Colombia's FARC rebels release kidnapped ex-US Marine


A member of the Revolutionary Armed Forces of Colombia (FARC) guerrillas mans a checkpoint near the town of Toribio, in the Colombian department of Cauca.


Luis Robayo

Colombia's Revolutionary Armed Forces of Colombia (FARC) rebels freed a former US Marine after keeping him hostage for several weeks, an official for the International Committee of the Red Cross said on Sunday.

"We confirm that Kevin Scott Sutay was handed over to a humanitarian commission made up of representatives of the governments of Colombia, Cuba and Norway and members of the ICRC," said Bogota-based ICRC spokeswoman Patricia Rey.

US Secretary of John Kerry applauded Sutay's release, saying in a statement, "We welcome the release today of Kevin Scott Sutay from captivity at the hands of the FARC."

"The United States is profoundly grateful to the government of Colombia and commends its tireless efforts to secure his release," he added, while also thanking the governments of Cuba and Norway for their part in Sutay's release.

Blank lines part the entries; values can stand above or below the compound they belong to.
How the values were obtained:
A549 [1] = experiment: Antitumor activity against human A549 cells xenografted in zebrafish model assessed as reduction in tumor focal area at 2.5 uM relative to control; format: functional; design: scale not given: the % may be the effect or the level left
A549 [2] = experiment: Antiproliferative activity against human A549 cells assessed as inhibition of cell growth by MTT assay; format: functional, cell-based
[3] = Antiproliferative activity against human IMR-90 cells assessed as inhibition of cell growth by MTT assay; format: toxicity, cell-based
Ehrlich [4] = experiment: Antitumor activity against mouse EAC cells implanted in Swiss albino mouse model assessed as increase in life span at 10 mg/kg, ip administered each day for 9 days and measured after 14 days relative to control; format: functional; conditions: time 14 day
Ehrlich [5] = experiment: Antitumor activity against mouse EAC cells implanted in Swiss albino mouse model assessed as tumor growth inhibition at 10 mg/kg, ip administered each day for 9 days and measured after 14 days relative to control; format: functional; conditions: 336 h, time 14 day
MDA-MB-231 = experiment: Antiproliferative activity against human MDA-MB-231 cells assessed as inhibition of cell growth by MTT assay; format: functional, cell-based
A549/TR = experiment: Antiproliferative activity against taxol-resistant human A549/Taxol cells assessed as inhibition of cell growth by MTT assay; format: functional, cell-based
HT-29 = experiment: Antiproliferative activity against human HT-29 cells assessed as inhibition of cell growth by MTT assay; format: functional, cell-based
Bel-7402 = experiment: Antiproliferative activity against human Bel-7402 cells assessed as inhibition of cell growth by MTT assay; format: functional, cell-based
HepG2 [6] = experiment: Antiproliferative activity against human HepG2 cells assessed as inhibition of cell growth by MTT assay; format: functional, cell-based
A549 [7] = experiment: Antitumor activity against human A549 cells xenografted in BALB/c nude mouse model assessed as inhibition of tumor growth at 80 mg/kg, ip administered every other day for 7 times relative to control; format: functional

Sutay, 26, was traveling as a tourist when he was kidnapped in June in the Guaviare region. In September, at the FARC's request, US civil rights leader Jesse Jackson visited Colombia for talks in an effort to free Sutay.

"And we thank the Reverend Jesse Jackson for his efforts in consistently advocating for Mr Sutay’s release," Kerry said.

The FARC is thought to have between 7,000 and 8,000 soldiers, and is considered a terrorist group by the US and the European Union. The leftist group has fought Colombia's government for about five decades, though the rebels and government are currently engaged in peace talks.